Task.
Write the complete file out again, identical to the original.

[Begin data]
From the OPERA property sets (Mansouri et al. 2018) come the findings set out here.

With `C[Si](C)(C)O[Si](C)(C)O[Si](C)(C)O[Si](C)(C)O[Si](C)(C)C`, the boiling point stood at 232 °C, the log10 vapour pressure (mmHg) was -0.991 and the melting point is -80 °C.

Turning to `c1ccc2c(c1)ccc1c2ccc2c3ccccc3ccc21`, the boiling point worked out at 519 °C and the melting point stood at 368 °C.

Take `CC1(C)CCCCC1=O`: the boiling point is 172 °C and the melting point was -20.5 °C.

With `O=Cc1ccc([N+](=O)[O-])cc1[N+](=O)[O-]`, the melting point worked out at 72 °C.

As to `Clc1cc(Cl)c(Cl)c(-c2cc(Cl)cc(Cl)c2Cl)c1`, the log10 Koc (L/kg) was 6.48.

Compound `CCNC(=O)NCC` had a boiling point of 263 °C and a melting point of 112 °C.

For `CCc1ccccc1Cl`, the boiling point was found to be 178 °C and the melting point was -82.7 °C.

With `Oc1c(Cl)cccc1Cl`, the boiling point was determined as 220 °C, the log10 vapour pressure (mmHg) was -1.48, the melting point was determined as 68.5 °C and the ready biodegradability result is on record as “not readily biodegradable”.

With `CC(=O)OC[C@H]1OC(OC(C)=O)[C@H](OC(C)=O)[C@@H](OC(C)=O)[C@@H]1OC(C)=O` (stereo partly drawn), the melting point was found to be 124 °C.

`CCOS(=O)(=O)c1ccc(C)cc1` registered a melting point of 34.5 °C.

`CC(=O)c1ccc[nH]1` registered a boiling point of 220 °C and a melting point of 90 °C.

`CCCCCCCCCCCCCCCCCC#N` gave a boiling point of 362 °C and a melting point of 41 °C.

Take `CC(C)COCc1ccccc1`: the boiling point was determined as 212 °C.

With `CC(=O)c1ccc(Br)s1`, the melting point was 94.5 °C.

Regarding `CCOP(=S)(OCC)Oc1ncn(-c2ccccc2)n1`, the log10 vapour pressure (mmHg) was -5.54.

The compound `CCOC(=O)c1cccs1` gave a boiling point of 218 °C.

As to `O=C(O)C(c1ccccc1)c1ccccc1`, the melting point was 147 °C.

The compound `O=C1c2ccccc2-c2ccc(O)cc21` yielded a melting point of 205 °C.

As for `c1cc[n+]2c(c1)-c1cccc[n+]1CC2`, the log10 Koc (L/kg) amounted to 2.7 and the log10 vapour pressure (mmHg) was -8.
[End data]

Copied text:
From the OPERA property sets (Mansouri et al. 2018) come the findings set out here.

With `C[Si](C)(C)O[Si](C)(C)O[Si](C)(C)O[Si](C)(C)O[Si](C)(C)C`, the boiling point stood at 232 °C, the log10 vapour pressure (mmHg) was -0.991 and the melting point is -80 °C.

Turning to `c1ccc2c(c1)ccc1c2ccc2c3ccccc3ccc21`, the boiling point worked out at 519 °C and the melting point stood at 368 °C.

Take `CC1(C)CCCCC1=O`: the boiling point is 172 °C and the melting point was -20.5 °C.

With `O=Cc1ccc([N+](=O)[O-])cc1[N+](=O)[O-]`, the melting point worked out at 72 °C.

As to `Clc1cc(Cl)c(Cl)c(-c2cc(Cl)cc(Cl)c2Cl)c1`, the log10 Koc (L/kg) was 6.48.

Compound `CCNC(=O)NCC` had a boiling point of 263 °C and a melting point of 112 °C.

For `CCc1ccccc1Cl`, the boiling point was found to be 178 °C and the melting point was -82.7 °C.

With `Oc1c(Cl)cccc1Cl`, the boiling point was determined as 220 °C, the log10 vapour pressure (mmHg) was -1.48, the melting point was determined as 68.5 °C and the ready biodegradability result is on record as “not readily biodegradable”.

With `CC(=O)OC[C@H]1OC(OC(C)=O)[C@H](OC(C)=O)[C@@H](OC(C)=O)[C@@H]1OC(C)=O` (stereo partly drawn), the melting point was found to be 124 °C.

`CCOS(=O)(=O)c1ccc(C)cc1` registered a melting point of 34.5 °C.

`CC(=O)c1ccc[nH]1` registered a boiling point of 220 °C and a melting point of 90 °C.

`CCCCCCCCCCCCCCCCCC#N` gave a boiling point of 362 °C and a melting point of 41 °C.

Take `CC(C)COCc1ccccc1`: the boiling point was determined as 212 °C.

With `CC(=O)c1ccc(Br)s1`, the melting point was 94.5 °C.

Regarding `CCOP(=S)(OCC)Oc1ncn(-c2ccccc2)n1`, the log10 vapour pressure (mmHg) was -5.54.

The compound `CCOC(=O)c1cccs1` gave a boiling point of 218 °C.

As to `O=C(O)C(c1ccccc1)c1ccccc1`, the melting point was 147 °C.

The compound `O=C1c2ccccc2-c2ccc(O)cc21` yielded a melting point of 205 °C.

As for `c1cc[n+]2c(c1)-c1cccc[n+]1CC2`, the log10 Koc (L/kg) amounted to 2.7 and the log10 vapour pressure (mmHg) was -8.